Post-Sexuality in "Supernatural"

Curator's Note

Supernatural appeals to audiences from diverse sexual identities and orientations. While the main protagonists, Sam and Dean Winchester, are portrayed as primarily heterosexual men (in spite of various attempts to rewrite them as queer through fan fiction), other human characters are explicitly labeled as gay or lesbian. Some of the most interesting representations in terms of sexuality are found among angels and demons who, as supernatural beings, are not gendered and can inhabit both male and female bodies. The centrality of supernatural beings, who are inherently non-normative, appeals to polysemic readings of sexuality.

The most developed of these characters is the undeniably queer angel, Castiel. Castiel inhabits a male body, but flashbacks reveal that the angel once inhabited a female body. Raphael, Hannah and Michael are also shown inhabiting both female and male bodies, solidifying the notion that angels have no distinct sex. Angels are typically depicted as incapable of, or unwilling to, fall in love. The few exceptions all lead to tragic endings and portray falling in love as transgressive.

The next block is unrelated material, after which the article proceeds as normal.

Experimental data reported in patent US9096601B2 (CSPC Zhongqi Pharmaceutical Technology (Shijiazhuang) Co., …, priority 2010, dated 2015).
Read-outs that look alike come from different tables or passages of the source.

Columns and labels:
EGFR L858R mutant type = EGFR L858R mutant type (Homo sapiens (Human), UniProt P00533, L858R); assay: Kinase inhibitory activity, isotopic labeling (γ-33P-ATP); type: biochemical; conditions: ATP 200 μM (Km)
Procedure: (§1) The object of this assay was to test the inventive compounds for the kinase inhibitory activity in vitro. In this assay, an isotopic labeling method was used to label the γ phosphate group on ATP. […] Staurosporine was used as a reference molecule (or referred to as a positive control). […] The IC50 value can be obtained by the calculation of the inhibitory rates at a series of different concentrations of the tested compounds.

Castiel’s love for Dean defies the laws of Heaven and Earth. If we define queer as non-normative, Castiel’s love perfectly fits this definition. As a celestial being, Castiel is neither male nor female, and thus the relationship with Dean challenges the heterosexual/homosexual dichotomy. Audiences are free to read the relationship as homoerotic, since for most of the show Castiel inhabits a male body, but they can just as easily read it as bisexual, asexual, and perhaps post-sexual.

In “Despair” (season 15, episode 18), Castiel’s character arch ends as “he” declares “his” love and sacrifices “his” life to save Dean. The purposefully vague homoerotic nature of Castiel’s declaration has frustrated some fans, but it fits perfectly with a love that defies human understanding and  traditional notions of sexuality. In a monologue reminiscent of Plato’s Phaedrus, Castiel declares that happiness lies in being in love rather than in possessing the beloved. This love, transformative to the core, changes Castiel’s very nature, allowing “him” to love Dean, Sam, Jack, and indeed, the whole world. 

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